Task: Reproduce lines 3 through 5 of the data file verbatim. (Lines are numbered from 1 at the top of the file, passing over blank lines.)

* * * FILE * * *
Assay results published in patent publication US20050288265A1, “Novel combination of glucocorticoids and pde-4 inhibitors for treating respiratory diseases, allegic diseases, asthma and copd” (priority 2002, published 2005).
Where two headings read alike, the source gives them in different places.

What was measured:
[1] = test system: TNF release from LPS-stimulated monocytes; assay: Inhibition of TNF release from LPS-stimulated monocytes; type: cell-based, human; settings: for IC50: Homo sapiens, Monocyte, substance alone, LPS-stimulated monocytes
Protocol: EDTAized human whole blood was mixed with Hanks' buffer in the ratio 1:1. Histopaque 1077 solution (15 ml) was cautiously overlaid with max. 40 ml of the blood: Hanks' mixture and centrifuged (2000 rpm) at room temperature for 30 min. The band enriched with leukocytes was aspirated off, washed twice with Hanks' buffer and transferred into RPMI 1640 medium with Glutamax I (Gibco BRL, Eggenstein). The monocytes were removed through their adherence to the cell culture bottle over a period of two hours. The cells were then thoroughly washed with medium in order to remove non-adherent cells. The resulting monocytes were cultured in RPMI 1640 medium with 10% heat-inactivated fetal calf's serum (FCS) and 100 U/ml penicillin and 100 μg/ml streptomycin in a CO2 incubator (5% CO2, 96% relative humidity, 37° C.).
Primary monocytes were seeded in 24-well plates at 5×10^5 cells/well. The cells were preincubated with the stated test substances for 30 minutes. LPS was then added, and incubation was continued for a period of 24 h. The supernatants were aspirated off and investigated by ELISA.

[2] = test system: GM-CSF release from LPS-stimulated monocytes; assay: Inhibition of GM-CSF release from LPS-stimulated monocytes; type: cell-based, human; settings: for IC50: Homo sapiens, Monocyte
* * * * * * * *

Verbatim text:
What was measured:
[1] = test system: TNF release from LPS-stimulated monocytes; assay: Inhibition of TNF release from LPS-stimulated monocytes; type: cell-based, human; settings: for IC50: Homo sapiens, Monocyte, substance alone, LPS-stimulated monocytes
Protocol: EDTAized human whole blood was mixed with Hanks' buffer in the ratio 1:1. Histopaque 1077 solution (15 ml) was cautiously overlaid with max. 40 ml of the blood: Hanks' mixture and centrifuged (2000 rpm) at room temperature for 30 min. The band enriched with leukocytes was aspirated off, washed twice with Hanks' buffer and transferred into RPMI 1640 medium with Glutamax I (Gibco BRL, Eggenstein). The monocytes were removed through their adherence to the cell culture bottle over a period of two hours. The cells were then thoroughly washed with medium in order to remove non-adherent cells. The resulting monocytes were cultured in RPMI 1640 medium with 10% heat-inactivated fetal calf's serum (FCS) and 100 U/ml penicillin and 100 μg/ml streptomycin in a CO2 incubator (5% CO2, 96% relative humidity, 37° C.).